Published July 29, 2019 by Rebecca Goldfine

Fixing a Mutation, Bethany Thach ’21 Attempts to Restore Eyesight in Flies

This summer, approximately fifty-five students have Bowdoin fellowships to work in one of the faculty labs in Druckenmiller Hall, pursuing research in chemistry, biology, biochemistry, and neuroscience.
Bethany Thach
Bethany Thach has a Life Sciences Fellowship from Bowdoin to work in Jack Bateman's genetics lab this summer.

One of this summer's research assistants is Bethany Thach ’21, who is part of the lab of Jack Bateman, Bowdoin's Samuel S. Butcher Associate Professor in the Natural Sciences. 

She's trying to dig deeper into a finding made by another student and Bateman, who earlier developed a mutation in a Drosophila fruit fly that had a surprising outcome. "The axons in the eye didn't fully form and didn't connect to the optic lobe of the brain," Thach said. 

In other words, the mutation probably causes blindness in flies. Thach is trying to repair the fly's neural network to restore the gene, and presumably, its eyesight.

But Bateman urges we not get overly excited that Thach is about to discover the cure for blindness. "You can spin this to say that the flies are blind and we're trying to cure them," Bateman said with a laugh, "but from my perspective, there are neurons that don't know where they're supposed to go, and we think it's because they've lost a specific gene—and we want to confirm that by putting the gene back."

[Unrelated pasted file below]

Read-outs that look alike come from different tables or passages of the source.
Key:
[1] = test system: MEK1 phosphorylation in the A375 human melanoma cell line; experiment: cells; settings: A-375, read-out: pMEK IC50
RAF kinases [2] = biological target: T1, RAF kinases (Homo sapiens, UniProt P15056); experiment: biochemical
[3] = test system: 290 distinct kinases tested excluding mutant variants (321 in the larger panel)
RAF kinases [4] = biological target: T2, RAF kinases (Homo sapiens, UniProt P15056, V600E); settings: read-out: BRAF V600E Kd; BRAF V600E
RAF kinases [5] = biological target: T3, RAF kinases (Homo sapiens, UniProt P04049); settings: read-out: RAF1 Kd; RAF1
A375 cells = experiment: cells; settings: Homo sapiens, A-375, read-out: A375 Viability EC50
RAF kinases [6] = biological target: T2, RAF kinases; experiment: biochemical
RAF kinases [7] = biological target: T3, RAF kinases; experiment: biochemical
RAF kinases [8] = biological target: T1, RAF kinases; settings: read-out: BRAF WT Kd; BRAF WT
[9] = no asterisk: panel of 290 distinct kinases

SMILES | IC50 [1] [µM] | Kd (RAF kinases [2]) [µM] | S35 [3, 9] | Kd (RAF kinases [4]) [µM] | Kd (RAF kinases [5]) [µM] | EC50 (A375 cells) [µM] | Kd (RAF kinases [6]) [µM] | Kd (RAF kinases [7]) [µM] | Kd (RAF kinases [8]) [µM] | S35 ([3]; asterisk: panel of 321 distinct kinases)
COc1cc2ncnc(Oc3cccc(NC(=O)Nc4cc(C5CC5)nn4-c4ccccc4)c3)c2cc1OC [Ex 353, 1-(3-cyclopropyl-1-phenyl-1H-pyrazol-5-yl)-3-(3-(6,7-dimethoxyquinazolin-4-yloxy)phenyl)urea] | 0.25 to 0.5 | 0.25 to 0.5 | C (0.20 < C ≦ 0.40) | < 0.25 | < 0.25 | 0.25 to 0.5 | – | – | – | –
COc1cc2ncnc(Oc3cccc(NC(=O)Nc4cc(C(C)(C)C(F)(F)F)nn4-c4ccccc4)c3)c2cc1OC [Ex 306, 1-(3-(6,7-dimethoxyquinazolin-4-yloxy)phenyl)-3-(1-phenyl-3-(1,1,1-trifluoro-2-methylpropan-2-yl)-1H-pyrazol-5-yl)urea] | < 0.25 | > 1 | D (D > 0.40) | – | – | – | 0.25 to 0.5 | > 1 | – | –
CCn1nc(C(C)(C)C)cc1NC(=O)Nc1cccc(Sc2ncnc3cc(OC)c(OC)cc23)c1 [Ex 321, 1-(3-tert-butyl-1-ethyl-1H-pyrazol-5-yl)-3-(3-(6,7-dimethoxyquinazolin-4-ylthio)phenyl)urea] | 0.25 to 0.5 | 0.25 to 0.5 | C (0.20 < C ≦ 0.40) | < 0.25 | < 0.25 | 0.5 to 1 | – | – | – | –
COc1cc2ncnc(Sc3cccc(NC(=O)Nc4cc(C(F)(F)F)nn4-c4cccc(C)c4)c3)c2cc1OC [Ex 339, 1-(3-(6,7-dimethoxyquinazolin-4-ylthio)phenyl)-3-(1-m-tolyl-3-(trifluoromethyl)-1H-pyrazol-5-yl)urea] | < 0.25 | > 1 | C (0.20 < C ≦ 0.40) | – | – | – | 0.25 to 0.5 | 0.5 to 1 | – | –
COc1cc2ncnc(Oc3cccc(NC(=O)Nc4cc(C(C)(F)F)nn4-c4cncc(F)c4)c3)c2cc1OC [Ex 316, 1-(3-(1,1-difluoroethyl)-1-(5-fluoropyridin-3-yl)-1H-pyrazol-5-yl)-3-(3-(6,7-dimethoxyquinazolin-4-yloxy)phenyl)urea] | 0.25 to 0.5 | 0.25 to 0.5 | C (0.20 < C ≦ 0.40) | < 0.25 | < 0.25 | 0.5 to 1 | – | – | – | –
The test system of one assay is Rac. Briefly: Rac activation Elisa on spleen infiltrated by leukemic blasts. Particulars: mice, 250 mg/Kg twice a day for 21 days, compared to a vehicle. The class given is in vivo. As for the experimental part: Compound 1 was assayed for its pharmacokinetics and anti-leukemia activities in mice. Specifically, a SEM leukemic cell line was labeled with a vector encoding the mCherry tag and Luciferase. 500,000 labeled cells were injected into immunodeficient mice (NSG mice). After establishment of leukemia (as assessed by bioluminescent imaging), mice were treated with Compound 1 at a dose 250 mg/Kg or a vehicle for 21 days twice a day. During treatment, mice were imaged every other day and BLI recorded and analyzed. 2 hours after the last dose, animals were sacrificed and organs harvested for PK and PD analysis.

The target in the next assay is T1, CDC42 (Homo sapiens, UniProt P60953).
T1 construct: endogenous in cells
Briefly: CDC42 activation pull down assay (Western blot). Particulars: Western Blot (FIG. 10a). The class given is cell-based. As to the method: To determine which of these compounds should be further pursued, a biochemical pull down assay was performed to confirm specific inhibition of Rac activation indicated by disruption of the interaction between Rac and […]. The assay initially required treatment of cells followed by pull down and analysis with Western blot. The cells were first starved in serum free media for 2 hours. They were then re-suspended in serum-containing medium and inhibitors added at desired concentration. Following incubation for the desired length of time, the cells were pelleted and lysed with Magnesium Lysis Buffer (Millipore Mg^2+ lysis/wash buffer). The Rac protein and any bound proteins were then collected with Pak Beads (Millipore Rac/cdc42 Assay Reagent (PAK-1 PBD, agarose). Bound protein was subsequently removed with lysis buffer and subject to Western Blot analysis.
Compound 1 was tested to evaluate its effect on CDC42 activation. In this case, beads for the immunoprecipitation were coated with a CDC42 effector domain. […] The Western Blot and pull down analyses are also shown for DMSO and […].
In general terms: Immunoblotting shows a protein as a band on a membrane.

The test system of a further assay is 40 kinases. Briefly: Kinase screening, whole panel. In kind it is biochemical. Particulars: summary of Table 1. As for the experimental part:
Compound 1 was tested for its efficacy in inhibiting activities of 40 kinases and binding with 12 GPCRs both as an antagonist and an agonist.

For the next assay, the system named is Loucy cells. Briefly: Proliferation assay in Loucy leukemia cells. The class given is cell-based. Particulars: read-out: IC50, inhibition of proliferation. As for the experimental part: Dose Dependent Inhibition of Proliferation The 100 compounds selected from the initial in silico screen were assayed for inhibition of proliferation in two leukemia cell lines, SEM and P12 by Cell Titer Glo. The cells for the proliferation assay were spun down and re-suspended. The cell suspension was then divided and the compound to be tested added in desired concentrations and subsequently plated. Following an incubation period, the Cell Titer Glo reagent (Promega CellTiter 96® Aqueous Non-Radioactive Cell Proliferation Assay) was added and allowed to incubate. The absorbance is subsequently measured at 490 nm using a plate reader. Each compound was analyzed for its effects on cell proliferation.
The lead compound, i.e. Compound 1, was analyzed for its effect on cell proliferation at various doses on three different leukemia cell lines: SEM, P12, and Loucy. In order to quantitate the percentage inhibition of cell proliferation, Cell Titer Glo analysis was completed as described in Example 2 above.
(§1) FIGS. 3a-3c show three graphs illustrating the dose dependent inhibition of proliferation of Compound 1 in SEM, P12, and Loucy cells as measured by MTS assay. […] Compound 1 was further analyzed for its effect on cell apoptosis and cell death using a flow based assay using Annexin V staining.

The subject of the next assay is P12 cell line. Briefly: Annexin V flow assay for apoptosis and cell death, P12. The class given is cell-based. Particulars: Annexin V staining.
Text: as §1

To attempt this repair, Thach is breeding mutant flies that have a deletion in the EYA gene (eye-absent gene) with another fly with a powerful regulator gene. The idea is the flies' progeny will be able to fix the damaged EYA gene with the regulator gene they also inherit.

Thach is trying a few different variations on the theme. "We're doing one where we're trying to express the EYA gene in the neurons instead of the cells of the eye. That gave us some results, but it wasn't a full rescue," she said. "But we're getting there!"

This kind of work—and all of the work in Bateman's lab—is what is known in the scientific world as "basic science," as it is helping to crack unsolved mysteries and open up more of the world to our understanding.

This summer is the first time Thach has conducted research in a lab—and she loves it. "I'm having a great time! Everything we've been doing has been so fun," she said, from dissecting larvae to analyzing results. Her longterm plan is to attend medical school.

Many of the students who have positions in Bowdoin faculty's labs express interest in attending medical school. Bateman says working in a research environment like his is good training for medicine.

"You need to be analytical, you need to be critical—to know a good experiment from a bad experiment," he said. "You need to troubleshoot when things go wrong. You need to have a very specific understanding of each and every step of what you're doing, all in the context of understanding the biology, what is known and what is unknown in the system. And that type of thinking is so applicable for medicine."